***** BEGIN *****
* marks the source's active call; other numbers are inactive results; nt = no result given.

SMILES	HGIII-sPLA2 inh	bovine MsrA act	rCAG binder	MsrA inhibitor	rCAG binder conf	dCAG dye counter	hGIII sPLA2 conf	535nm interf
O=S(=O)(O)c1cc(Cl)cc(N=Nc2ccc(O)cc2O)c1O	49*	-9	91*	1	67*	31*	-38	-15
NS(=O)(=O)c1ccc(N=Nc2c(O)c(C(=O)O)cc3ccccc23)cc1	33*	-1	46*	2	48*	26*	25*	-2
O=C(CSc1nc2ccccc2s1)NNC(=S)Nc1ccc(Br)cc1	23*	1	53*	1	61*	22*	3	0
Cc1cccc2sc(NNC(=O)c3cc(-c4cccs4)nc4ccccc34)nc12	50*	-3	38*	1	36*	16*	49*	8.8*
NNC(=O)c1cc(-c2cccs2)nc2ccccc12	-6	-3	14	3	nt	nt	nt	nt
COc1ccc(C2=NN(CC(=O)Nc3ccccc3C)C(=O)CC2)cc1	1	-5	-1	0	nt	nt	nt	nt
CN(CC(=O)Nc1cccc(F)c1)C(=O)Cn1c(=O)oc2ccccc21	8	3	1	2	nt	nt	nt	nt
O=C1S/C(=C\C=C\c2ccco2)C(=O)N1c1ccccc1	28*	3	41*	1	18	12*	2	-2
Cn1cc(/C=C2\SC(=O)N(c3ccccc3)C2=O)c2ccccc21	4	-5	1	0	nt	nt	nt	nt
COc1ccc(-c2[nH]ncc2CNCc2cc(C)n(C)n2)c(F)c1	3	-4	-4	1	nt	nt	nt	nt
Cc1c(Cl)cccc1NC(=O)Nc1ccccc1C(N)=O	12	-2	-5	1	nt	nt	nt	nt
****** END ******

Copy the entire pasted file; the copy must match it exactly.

* marks the source's active call; other numbers are inactive results; nt = no result given.

SMILES	HGIII-sPLA2 inh	bovine MsrA act	rCAG binder	MsrA inhibitor	rCAG binder conf	dCAG dye counter	hGIII sPLA2 conf	535nm interf
O=S(=O)(O)c1cc(Cl)cc(N=Nc2ccc(O)cc2O)c1O	49*	-9	91*	1	67*	31*	-38	-15
NS(=O)(=O)c1ccc(N=Nc2c(O)c(C(=O)O)cc3ccccc23)cc1	33*	-1	46*	2	48*	26*	25*	-2
O=C(CSc1nc2ccccc2s1)NNC(=S)Nc1ccc(Br)cc1	23*	1	53*	1	61*	22*	3	0
Cc1cccc2sc(NNC(=O)c3cc(-c4cccs4)nc4ccccc34)nc12	50*	-3	38*	1	36*	16*	49*	8.8*
NNC(=O)c1cc(-c2cccs2)nc2ccccc12	-6	-3	14	3	nt	nt	nt	nt
COc1ccc(C2=NN(CC(=O)Nc3ccccc3C)C(=O)CC2)cc1	1	-5	-1	0	nt	nt	nt	nt
CN(CC(=O)Nc1cccc(F)c1)C(=O)Cn1c(=O)oc2ccccc21	8	3	1	2	nt	nt	nt	nt
O=C1S/C(=C\C=C\c2ccco2)C(=O)N1c1ccccc1	28*	3	41*	1	18	12*	2	-2
Cn1cc(/C=C2\SC(=O)N(c3ccccc3)C2=O)c2ccccc21	4	-5	1	0	nt	nt	nt	nt
COc1ccc(-c2[nH]ncc2CNCc2cc(C)n(C)n2)c(F)c1	3	-4	-4	1	nt	nt	nt	nt
Cc1c(Cl)cccc1NC(=O)Nc1ccccc1C(N)=O	12	-2	-5	1	nt	nt	nt	nt